The Common Good

Nonviolence Begets Nonviolence

The dynamics of "violence begets violence" are simple and probably understood by everyone who has ever been in a fight. Unfortunately, the dynamics of "nonviolence begets nonviolence" are not as simple and are not widely understood. Jesus told us to love our enemies and, when struck, to turn the other cheek. Most people and all nations consider these admonitions to apply only to saints or God. Even the institutional church, with its "just war" doctrine and its cheerleading for particular wars, does not take Jesus' words seriously in this respect. If we understood the dynamics of "nonviolence begets nonviolence," we might see what Jesus meant by turning the other cheek.

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The USSR sent 300,000 troops into Czechoslovakia in 1968 to stop a process of democratization. A protracted struggle of nonviolent resistance ensued with the labor unions eventually spearheading the opposition to the invasion. Large numbers of the initial invasion troops had to be replaced within four days because they became so sympathetic to the Czech nonviolent resisters. Such a rapid loss of previously reliable troops is a very high price for an invader.

In 1940 Germany was vastly stronger than Denmark and occupied Denmark with hardly a shot fired. The Danes resisted in subtle ways but mostly gritted their teeth and tolerated the Germans. This largely passive acceptance of Germany ended in 1943 when the Germans tried to arrest the Danish Jews, and the Danes rose up as one and actively, but nonviolently, resisted. More than 95 percent of the Danish Jews were spirited away overnight. In the next six months, almost all of the Jews were smuggled across the bay into neutral Sweden. The Danes reacted heroically, but the German army's role in all this was most curious.

The German Schutzstaffel (SS), originally formed as Hitler's bodyguards, was a fanatical and ruthless elite. They were tireless and effective in pursuing the Jews and persecuting the Danes. On the other hand, the Wehrmacht were the ordinary soldiers, the draftees, and these soldiers were a far different story. A number of high-ranking Wehrmacht officers actively helped the Jews escape, and many more looked the other way. Similarly when the Nazis tried to starve Copenhagen into submission, the Wehrmacht basically ignored the large-scale smuggling of food occurring right under their noses. Since there were only a few of the SS in Denmark and the Wehrmacht had become sympathetic to the Danes, the Nazis were severely constrained in what they could do to punish the Danes. The Danish nonviolence begat nonviolence by subverting the Wehrmacht to the point that it would not use violence against the Danes.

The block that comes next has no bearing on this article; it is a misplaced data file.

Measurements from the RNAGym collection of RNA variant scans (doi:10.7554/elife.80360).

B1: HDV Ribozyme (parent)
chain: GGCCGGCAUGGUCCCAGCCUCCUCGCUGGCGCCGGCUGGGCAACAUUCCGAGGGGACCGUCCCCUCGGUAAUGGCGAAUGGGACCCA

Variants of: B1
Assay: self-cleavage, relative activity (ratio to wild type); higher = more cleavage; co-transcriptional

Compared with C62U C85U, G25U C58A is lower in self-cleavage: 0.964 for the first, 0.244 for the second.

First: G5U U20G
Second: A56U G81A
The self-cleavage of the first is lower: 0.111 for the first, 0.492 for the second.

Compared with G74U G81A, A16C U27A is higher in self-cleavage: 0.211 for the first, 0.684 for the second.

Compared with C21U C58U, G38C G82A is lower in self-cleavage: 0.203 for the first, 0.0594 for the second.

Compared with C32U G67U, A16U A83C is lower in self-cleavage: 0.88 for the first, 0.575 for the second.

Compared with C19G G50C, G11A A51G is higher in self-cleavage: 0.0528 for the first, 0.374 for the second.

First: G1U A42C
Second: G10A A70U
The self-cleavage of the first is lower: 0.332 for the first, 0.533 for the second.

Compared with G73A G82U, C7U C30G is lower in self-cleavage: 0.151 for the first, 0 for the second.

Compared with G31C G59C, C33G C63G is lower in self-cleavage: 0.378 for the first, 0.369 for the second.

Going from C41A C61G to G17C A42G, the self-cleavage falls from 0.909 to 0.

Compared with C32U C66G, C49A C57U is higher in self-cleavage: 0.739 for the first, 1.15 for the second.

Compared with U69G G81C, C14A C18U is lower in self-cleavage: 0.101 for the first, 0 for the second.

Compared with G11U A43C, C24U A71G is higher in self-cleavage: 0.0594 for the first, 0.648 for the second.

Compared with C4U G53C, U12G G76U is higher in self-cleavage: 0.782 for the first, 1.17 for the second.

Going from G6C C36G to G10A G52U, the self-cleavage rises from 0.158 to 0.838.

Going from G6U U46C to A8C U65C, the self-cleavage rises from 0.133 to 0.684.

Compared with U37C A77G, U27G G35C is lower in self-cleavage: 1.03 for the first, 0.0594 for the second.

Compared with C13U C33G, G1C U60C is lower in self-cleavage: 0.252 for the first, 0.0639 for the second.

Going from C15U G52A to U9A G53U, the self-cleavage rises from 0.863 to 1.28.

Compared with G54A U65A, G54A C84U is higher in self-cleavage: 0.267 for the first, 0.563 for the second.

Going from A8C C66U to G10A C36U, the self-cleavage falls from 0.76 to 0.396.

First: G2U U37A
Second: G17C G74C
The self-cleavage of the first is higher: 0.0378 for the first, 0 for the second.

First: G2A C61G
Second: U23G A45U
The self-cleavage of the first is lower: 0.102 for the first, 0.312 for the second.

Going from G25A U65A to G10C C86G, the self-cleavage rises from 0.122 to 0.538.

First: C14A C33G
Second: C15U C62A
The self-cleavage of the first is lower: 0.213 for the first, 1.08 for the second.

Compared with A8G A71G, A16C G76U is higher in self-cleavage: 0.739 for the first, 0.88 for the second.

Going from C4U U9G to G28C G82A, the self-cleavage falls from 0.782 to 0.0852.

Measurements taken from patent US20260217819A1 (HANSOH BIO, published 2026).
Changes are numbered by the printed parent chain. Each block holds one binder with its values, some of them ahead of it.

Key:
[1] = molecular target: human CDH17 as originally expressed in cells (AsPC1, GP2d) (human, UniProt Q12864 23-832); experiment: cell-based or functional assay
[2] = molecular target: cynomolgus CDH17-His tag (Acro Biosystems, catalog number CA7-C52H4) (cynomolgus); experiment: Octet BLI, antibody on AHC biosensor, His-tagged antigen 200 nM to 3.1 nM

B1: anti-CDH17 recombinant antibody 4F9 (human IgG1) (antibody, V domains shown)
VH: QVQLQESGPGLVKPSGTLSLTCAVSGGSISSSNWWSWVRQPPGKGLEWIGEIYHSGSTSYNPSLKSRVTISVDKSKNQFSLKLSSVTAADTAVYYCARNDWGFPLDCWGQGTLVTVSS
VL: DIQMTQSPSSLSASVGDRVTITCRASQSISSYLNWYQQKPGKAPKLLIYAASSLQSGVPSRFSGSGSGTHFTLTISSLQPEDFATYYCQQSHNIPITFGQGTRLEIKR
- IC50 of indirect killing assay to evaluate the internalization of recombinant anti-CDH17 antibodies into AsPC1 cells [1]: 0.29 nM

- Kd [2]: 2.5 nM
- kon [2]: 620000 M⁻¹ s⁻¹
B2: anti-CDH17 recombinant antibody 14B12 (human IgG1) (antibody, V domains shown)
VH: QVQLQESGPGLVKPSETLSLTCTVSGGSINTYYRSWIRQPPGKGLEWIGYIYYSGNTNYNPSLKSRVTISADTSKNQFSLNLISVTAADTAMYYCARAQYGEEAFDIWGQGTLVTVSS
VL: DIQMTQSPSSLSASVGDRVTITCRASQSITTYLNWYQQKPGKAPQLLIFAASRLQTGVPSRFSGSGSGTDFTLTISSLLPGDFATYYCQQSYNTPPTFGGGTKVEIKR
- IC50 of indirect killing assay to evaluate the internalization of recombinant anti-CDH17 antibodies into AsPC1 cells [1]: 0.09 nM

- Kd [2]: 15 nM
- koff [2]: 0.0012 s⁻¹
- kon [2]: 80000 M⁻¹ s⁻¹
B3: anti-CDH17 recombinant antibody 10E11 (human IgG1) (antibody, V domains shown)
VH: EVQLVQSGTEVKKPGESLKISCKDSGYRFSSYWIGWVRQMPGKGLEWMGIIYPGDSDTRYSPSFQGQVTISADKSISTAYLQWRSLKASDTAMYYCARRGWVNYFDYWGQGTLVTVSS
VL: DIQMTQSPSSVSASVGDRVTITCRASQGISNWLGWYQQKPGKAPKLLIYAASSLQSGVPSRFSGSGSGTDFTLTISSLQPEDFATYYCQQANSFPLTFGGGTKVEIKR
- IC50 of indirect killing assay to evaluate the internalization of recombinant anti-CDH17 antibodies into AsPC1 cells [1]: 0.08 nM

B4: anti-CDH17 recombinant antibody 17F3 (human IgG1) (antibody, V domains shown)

My ten months in Mississippi in 1964-65 with the Mississippi Freedom Summer provided a personal perspective on nonviolence begetting nonviolence. Prior to that summer the Klan, often supported by the sheriffs and other parts of the local governments, terrorized and killed local blacks who refused to accept the rigid system of segregation. Mississippi Freedom Summer brought almost a thousand upper class Northern students into the struggle. Before all of us were even in Mississippi, three of our number (Chaney, Schwerner, and Goodman) were killed. Between these deaths and a thousand upper class families lobbying the media and the government, a veritable firestorm of publicity engulfed Mississippi and lasted all summer.

The Klansmen, the hard-core haters, were not converted. They were enraged and attempted more violence. Several things happened. First, the moderate citizens of Mississippi, especially the business owners, were alarmed. All this negative publicity was very bad for business. Others simply took a hard look at the evils of segregation. For the first time in their lives they could not pretend that everything was okay with their communities. The moderate citizens, the ones who were basically decent folks, had to act. And they acted to try to restrain the haters.

Second, the federal government sent a small army of FBI agents to try and find the killers who murdered Chaney, Schwerner, and Goodman. The Klan realized that they could no longer kill with total impunity; they would actually have to be careful about it. And since their modus operandi was to kill in large mobs, the Klan members could never be sure that there wasn't a weak link who might squeal.

Finally, the publicity generated by the Mississippi Freedom Summer and King's march from Selma to Montgomery pushed the federal government into passing the 1965 voting rights act. This act, which finally allowed large numbers of blacks to vote, resulted in many blacks being elected to office all across the Old South, thus irrevocably changing the entire system of segregation.

Barry Clemson spent 10 months working with SNCC in Mississippi Freedom Summer, June 1964 to April 1965. He is currently a writer (mostly fiction) whose work explores themes of nonviolence, and has had careers in software development, university teaching and research, community development, and construction.

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